EC launches public consultation on insolvency in the EU PDF Print E-mail

The Commission wants to help businesses overcome financial difficulties in case of bankruptcy, while at the same time maximising the value received by other parties concerned. An appropriate insolvency framework would be an essential element of a good business environment and would therefore in the Commission's view be important for jobs and growth. This consultation seeks stakeholders' views on key insolvency aspects. In particular, it seeks views with regard to common principles and standards which could ensure that national insolvency frameworks work well, especially in a cross-border context.

Contributions from courts are particularly welcomed by the Commission. The consultation is open till 14th June 2016. 

For more information click here

 
Dutch Council publishes working paper on Independence and Accountability PDF Print E-mail
We use the data to gain a deeper understanding of various ways
to approach judicial independence and the main determinants of independence by a statistical analysis
presented here. We try to answer three questions in particular. First, do perceptions of independence
differ between citizens and judges? Second, which are the important determinants of independence, as
perceived by judges in judicial practice? And third, what is the relationship, if any, between perceived
independence and formal safeguards of independence?

The Netherlands Council for the Judiciary has conducted a further study of the results of the ENCJ Independence and Accountability report 2014-2015.

The working paper Independence and Accountability: Judicial Perceptions and Formal Safeguards uses the data gathered by ENCJ to gain a deeper understanding of various ways to approach judicial independence and the main determinants of independence through a statistical analysis. The paper sets out to answer three questions in particular. First, do perceptions of independencediffer between citizens and judges? Second, which are the important determinants of independence, as perceived by judges in judicial practice? And third, what is the relationship, if any, between perceived independence and formal safeguards of independence?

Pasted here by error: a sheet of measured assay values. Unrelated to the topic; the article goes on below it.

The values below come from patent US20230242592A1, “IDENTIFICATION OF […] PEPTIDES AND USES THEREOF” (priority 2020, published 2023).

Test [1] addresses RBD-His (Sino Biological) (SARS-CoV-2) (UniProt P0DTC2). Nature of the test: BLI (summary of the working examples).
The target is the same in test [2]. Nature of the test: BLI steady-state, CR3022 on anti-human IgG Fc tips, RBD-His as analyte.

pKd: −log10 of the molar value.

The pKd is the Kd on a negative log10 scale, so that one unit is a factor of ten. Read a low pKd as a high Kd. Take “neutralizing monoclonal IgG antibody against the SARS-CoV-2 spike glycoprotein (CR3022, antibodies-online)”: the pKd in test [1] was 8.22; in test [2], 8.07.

New Year Message from the President of the ENCJ PDF Print E-mail
New Year Message from the President of the ENCJ
I wish all our member Councils and Observers a very happy New Year.
2016 promises to be an exciting year for the ENCJ.  I am confident that our project teams will produce some ground breaking reports on the quality of justice, the financing of justice systems, and the role of non-judicial representatives in judicial governance.  We are also about to embark on two joint projects with each of the European Law Institute and the European Judicial Training Network.  With ELI, we will be looking at the proper limits of ADR systems in relation to the domain for the judge; and with the EJTN, we will be devising programmes to train judges and court presidents in the standards, guidelines and best practices established by the ENCJ.